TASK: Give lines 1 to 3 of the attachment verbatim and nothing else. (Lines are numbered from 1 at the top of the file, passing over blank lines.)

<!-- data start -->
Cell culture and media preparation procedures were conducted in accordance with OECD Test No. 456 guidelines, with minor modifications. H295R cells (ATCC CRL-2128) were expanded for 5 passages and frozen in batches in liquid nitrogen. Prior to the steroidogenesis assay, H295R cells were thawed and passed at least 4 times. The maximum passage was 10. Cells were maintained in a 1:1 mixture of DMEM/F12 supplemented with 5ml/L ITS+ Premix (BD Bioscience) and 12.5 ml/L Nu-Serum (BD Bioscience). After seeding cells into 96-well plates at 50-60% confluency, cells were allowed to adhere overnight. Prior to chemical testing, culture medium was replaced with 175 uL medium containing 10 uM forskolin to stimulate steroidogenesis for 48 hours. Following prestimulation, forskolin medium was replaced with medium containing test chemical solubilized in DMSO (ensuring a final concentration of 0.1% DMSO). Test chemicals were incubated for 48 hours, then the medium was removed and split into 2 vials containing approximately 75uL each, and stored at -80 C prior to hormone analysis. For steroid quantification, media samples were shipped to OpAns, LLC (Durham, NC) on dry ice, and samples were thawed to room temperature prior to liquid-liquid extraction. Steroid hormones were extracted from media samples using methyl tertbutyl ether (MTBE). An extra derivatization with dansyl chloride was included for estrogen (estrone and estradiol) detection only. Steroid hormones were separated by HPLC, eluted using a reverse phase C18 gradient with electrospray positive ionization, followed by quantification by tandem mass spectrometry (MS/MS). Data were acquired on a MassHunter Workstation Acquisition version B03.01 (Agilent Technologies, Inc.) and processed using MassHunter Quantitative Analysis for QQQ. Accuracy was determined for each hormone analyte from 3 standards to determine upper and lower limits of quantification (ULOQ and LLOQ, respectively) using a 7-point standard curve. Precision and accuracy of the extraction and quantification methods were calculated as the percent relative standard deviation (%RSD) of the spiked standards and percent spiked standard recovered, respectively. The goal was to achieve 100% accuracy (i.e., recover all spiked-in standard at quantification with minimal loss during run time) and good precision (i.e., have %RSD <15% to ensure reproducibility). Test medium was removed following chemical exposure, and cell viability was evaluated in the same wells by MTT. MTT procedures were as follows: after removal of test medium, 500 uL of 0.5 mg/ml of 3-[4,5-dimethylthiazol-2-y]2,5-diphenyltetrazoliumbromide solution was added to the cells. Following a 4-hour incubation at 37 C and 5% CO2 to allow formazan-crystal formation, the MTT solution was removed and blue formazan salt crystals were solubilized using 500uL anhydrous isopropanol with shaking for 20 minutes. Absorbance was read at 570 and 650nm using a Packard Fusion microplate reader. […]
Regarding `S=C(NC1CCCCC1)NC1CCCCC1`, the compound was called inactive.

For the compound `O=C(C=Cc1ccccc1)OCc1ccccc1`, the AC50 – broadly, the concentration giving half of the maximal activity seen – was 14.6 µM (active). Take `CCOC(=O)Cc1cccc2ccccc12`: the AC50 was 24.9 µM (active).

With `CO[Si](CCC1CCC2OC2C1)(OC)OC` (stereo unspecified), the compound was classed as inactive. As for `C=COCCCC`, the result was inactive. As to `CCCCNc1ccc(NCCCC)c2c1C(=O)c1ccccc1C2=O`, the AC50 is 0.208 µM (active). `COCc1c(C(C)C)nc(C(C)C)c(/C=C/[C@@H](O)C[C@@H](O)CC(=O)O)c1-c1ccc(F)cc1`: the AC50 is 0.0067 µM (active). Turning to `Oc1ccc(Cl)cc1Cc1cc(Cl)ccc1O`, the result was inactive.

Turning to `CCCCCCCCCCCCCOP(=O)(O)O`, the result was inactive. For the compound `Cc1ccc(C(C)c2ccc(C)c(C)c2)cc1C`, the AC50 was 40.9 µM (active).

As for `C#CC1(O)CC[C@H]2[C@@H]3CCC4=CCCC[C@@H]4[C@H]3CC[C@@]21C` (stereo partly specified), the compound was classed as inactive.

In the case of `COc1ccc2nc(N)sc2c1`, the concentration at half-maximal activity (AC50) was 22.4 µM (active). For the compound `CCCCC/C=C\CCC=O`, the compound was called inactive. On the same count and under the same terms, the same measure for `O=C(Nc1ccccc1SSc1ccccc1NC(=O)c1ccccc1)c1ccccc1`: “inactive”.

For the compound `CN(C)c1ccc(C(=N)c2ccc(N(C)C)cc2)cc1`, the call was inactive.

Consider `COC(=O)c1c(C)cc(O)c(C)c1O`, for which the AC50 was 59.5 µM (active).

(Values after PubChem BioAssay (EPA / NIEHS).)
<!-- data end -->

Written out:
Cell culture and media preparation procedures were conducted in accordance with OECD Test No. 456 guidelines, with minor modifications. H295R cells (ATCC CRL-2128) were expanded for 5 passages and frozen in batches in liquid nitrogen. Prior to the steroidogenesis assay, H295R cells were thawed and passed at least 4 times. The maximum passage was 10. Cells were maintained in a 1:1 mixture of DMEM/F12 supplemented with 5ml/L ITS+ Premix (BD Bioscience) and 12.5 ml/L Nu-Serum (BD Bioscience). After seeding cells into 96-well plates at 50-60% confluency, cells were allowed to adhere overnight. Prior to chemical testing, culture medium was replaced with 175 uL medium containing 10 uM forskolin to stimulate steroidogenesis for 48 hours. Following prestimulation, forskolin medium was replaced with medium containing test chemical solubilized in DMSO (ensuring a final concentration of 0.1% DMSO). Test chemicals were incubated for 48 hours, then the medium was removed and split into 2 vials containing approximately 75uL each, and stored at -80 C prior to hormone analysis. For steroid quantification, media samples were shipped to OpAns, LLC (Durham, NC) on dry ice, and samples were thawed to room temperature prior to liquid-liquid extraction. Steroid hormones were extracted from media samples using methyl tertbutyl ether (MTBE). An extra derivatization with dansyl chloride was included for estrogen (estrone and estradiol) detection only. Steroid hormones were separated by HPLC, eluted using a reverse phase C18 gradient with electrospray positive ionization, followed by quantification by tandem mass spectrometry (MS/MS). Data were acquired on a MassHunter Workstation Acquisition version B03.01 (Agilent Technologies, Inc.) and processed using MassHunter Quantitative Analysis for QQQ. Accuracy was determined for each hormone analyte from 3 standards to determine upper and lower limits of quantification (ULOQ and LLOQ, respectively) using a 7-point standard curve. Precision and accuracy of the extraction and quantification methods were calculated as the percent relative standard deviation (%RSD) of the spiked standards and percent spiked standard recovered, respectively. The goal was to achieve 100% accuracy (i.e., recover all spiked-in standard at quantification with minimal loss during run time) and good precision (i.e., have %RSD <15% to ensure reproducibility). Test medium was removed following chemical exposure, and cell viability was evaluated in the same wells by MTT. MTT procedures were as follows: after removal of test medium, 500 uL of 0.5 mg/ml of 3-[4,5-dimethylthiazol-2-y]2,5-diphenyltetrazoliumbromide solution was added to the cells. Following a 4-hour incubation at 37 C and 5% CO2 to allow formazan-crystal formation, the MTT solution was removed and blue formazan salt crystals were solubilized using 500uL anhydrous isopropanol with shaking for 20 minutes. Absorbance was read at 570 and 650nm using a Packard Fusion microplate reader. […]
Regarding `S=C(NC1CCCCC1)NC1CCCCC1`, the compound was called inactive.

For the compound `O=C(C=Cc1ccccc1)OCc1ccccc1`, the AC50 – broadly, the concentration giving half of the maximal activity seen – was 14.6 µM (active). Take `CCOC(=O)Cc1cccc2ccccc12`: the AC50 was 24.9 µM (active).